Users Online: 699 Home Print this page Email this page Small font sizeDefault font sizeIncrease font size  
Home | About us | Editorial board | Search | Ahead of print | Current issue | Archives | Submit article | Instructions | Subscribe | Contacts | Login 

RSACP wishes to inform that it shall be discontinuing the dispatch of print copy of JOACP to it's Life members. The print copy of JOACP will be posted only to those life members who send us a written confirmation for continuation of print copy.
Kindly email your affirmation for print copies to [email protected] preferably by 30th June 2019.


Table of Contents
Year : 2013  |  Volume : 29  |  Issue : 1  |  Page : 41-46

Intraoperative management of patients with incidental catecholamine producing tumors: A literature review and analysis

Department of Anesthesiology, Tufts Medical Center, Tufts University School of Medicine, Boston, MA, USA

Date of Web Publication10-Jan-2013

Correspondence Address:
Roman Schumann
Department of Anesthesiology, Tufts Medical Center, 800 Washington St, Boston, MA 02111
Login to access the Email id

Source of Support: None, Conflict of Interest: None

DOI: 10.4103/0970-9185.105793

Rights and Permissions

Context: Present knowledge about intraoperative management, morbidity, and mortality of patients with undiagnosed catecholamine-producing tumors is mostly based on published case reports and anecdotal evidence.
Aims: The aim was to summarize the management and outcomes of reported cases and analyze for practice patterns, deduct useful management recommendations as applicable.
Settings and Design: The Medline database was searched with specific keywords for the period of 1988-2010 for cases of incidental pheochromocytomas and paragangliomas.
Materials and Methods: Case reports in the English language with a postoperative diagnosis of pheochromocytoma and paraganglioma by histopathology were included. Systematic data extraction from case reports was done.
Statistical analysis used: Descriptive statistics were applied.
Results: Of 823 retrieved records, 62 case reports met inclusion criteria. Hemodynamic instability occurred primarily during mass manipulation/intraoperatively (52%, n = 32) and induction/laryngoscopy (18%, n = 11). In cases reporting specific antihypertensive treatments, nitrates (67%, n = 30) represented the majority of medications used, followed by beta-blockers (47%, n = 21). Alpha receptor blockers were administered in 33% (n = 15). The perioperative mortality was 8% (n = 5), and none of these patients received intraoperative alpha blockade. A catecholamine-secreting tumor was suspected intraoperatively in 26% of cases.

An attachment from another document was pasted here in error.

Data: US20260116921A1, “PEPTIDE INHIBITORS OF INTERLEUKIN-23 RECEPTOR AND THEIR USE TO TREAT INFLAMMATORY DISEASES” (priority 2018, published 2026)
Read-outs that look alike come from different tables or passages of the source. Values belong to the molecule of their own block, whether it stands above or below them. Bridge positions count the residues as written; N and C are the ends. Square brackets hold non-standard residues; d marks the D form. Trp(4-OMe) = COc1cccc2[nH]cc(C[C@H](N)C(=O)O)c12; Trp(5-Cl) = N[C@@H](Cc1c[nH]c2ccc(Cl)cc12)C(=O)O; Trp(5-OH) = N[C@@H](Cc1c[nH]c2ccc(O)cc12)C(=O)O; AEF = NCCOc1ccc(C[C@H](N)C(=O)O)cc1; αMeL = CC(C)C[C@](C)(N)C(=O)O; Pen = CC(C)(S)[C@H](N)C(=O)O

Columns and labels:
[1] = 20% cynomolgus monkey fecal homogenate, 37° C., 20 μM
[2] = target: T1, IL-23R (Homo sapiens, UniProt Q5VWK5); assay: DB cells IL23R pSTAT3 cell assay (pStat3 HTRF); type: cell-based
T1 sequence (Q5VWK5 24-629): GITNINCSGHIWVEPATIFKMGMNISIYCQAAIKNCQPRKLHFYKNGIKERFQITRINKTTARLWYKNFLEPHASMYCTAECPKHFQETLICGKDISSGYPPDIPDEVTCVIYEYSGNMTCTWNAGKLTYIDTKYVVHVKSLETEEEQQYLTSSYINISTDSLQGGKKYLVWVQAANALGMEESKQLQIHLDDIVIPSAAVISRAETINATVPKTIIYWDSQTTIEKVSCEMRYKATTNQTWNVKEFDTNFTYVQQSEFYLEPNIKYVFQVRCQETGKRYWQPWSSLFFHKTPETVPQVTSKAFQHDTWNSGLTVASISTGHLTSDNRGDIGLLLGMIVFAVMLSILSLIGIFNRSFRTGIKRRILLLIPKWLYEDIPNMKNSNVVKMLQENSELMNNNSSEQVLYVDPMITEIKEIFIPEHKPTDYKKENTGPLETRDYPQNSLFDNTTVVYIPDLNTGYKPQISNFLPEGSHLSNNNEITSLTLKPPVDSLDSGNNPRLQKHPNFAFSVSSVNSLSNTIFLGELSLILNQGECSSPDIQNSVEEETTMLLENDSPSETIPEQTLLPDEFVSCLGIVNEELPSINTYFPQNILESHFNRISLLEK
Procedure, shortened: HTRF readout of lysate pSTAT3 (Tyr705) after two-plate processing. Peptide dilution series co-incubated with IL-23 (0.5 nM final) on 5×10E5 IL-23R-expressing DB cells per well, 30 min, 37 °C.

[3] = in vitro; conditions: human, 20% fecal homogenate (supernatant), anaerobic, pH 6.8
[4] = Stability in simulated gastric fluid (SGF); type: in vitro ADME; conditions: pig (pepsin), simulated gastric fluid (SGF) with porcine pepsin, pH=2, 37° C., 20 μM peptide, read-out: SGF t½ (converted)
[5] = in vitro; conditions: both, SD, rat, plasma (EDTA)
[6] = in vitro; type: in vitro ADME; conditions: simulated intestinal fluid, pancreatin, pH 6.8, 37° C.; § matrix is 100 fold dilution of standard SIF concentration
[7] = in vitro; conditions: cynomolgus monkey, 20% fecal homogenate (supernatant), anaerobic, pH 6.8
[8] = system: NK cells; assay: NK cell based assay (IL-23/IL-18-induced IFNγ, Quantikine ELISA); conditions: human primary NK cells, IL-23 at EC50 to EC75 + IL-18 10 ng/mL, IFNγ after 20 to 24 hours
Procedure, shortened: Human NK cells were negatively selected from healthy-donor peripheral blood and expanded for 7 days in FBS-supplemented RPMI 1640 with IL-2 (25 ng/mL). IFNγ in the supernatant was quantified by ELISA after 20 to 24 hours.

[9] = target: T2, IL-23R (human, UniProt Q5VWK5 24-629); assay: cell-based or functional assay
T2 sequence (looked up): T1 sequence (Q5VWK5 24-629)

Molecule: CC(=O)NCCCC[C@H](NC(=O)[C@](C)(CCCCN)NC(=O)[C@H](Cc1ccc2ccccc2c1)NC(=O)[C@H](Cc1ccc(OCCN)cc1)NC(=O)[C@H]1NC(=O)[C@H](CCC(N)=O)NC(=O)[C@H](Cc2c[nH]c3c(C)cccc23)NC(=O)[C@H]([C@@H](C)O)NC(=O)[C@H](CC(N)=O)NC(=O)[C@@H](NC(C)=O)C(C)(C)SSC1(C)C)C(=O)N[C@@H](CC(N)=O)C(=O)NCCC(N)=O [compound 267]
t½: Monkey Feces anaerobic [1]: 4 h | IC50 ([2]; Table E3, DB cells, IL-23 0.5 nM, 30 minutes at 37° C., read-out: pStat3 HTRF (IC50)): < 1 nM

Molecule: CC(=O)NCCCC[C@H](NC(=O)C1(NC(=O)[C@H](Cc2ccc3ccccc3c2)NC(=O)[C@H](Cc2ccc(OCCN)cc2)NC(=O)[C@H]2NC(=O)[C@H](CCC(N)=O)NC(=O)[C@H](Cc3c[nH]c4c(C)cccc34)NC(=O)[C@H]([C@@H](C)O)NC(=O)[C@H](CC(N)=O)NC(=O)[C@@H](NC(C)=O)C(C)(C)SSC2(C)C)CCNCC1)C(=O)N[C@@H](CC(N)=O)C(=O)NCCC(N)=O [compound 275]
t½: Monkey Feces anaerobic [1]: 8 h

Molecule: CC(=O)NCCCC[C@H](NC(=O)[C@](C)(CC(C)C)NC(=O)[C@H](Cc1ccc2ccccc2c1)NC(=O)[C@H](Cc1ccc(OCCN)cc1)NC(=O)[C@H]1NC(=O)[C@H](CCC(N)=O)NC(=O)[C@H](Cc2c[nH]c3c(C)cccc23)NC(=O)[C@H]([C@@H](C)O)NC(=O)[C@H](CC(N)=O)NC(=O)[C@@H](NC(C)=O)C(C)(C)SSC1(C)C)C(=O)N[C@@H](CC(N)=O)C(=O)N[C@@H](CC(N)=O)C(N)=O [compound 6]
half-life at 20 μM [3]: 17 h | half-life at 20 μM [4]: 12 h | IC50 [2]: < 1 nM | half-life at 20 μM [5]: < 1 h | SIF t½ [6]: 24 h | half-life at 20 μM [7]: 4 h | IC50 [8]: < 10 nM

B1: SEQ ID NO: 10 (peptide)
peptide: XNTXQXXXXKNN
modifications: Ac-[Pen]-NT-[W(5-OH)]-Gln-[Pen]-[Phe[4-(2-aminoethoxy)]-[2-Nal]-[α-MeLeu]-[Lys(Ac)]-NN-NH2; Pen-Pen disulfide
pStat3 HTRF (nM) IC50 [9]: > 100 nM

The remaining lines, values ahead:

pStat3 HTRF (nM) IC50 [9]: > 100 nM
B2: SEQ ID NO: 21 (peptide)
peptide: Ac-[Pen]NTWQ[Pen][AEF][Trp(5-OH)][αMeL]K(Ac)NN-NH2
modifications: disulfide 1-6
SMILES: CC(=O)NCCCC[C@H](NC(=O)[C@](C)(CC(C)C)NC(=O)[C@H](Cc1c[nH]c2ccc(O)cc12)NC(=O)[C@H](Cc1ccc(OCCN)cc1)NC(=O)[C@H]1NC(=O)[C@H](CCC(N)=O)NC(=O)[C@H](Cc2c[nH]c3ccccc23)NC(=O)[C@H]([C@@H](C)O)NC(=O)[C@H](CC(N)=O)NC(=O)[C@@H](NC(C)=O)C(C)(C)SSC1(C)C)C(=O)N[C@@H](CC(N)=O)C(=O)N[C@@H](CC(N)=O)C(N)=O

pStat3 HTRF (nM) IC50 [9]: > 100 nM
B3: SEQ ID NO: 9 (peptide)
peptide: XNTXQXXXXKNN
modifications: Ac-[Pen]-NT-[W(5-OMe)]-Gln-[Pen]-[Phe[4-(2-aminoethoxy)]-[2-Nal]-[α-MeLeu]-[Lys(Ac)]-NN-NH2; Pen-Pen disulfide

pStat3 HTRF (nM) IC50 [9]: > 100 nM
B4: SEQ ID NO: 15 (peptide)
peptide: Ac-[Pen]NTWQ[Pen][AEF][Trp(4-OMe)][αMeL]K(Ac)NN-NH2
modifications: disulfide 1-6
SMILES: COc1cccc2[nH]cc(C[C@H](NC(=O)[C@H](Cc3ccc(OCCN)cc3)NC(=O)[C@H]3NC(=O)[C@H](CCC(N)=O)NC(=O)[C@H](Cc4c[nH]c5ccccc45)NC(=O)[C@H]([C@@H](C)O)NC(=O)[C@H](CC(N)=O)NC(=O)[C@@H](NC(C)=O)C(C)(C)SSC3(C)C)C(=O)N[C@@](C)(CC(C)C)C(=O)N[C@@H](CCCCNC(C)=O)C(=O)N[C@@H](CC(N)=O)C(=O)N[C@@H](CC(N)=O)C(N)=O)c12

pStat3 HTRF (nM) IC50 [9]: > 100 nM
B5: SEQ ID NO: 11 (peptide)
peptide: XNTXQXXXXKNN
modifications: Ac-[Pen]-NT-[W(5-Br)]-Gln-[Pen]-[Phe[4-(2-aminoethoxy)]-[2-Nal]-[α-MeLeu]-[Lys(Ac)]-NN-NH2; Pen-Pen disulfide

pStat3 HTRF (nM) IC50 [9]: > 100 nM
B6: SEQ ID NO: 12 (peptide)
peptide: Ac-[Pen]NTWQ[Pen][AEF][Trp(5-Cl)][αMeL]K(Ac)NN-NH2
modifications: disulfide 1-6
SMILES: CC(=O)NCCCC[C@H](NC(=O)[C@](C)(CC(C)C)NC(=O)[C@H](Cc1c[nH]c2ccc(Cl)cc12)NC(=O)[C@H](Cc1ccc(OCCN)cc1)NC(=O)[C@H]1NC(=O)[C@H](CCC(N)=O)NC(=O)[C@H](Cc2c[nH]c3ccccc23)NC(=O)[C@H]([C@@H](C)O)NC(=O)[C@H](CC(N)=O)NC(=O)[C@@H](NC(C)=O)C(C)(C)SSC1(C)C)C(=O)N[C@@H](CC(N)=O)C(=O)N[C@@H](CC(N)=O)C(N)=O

Conclusions: The perioperative mortality based on the reviewed cases of incidental catecholamine producing tumors was less than would traditionally be expected. Intraoperative alpha receptor blockade to treat hypertension was reported in 33% of cases, and none of the patients with a fatal outcome had received it. A higher intraoperative index of suspicion and a lower threshold to consider alpha blocking medications for severe intraoperative hypertension may improve outcomes.

Keywords: Adrenal gland neoplasms, adrenal incidentaloma, anesthesia - general, outcome assessment, paraganglioma

How to cite this article:
Hariskov S, Schumann R. Intraoperative management of patients with incidental catecholamine producing tumors: A literature review and analysis. J Anaesthesiol Clin Pharmacol 2013;29:41-6

How to cite this URL:
Hariskov S, Schumann R. Intraoperative management of patients with incidental catecholamine producing tumors: A literature review and analysis. J Anaesthesiol Clin Pharmacol [serial online] 2013 [cited 2020 Oct 24];29:41-6. Available from:

  Introduction Top

Catecholamine-producing tumors originating from the entero-chromafin cells of the adrenal medulla are known as pheochromocytomas, whereas those arising from the extra-adrenal chromafin cells of the sympathetic ganglia are classified as paragangliomas. As the name implies, the latter may be distributed along the paravertebral axis and may be located in the bladder, the prostate and even the heart. [1],[2] The majority of these neuroendocrine tumors (80-90%) occur in the adrenal medulla. [3] Signs and symptoms are generally related to catecholamine excess from the secreting tumor: Systemic hypertension, pallor, sweating, palpitations, headaches, and anxiety attacks. [4]

Intraoperative unpredictable paroxysmal release of catecholamines can result in catastrophic cardiovascular complications in the previously undiagnosed patient. [5] Even in medically prepared patients, surgery may still be associated with a 25 % incidence of sustained hypertensive events. [3],[6]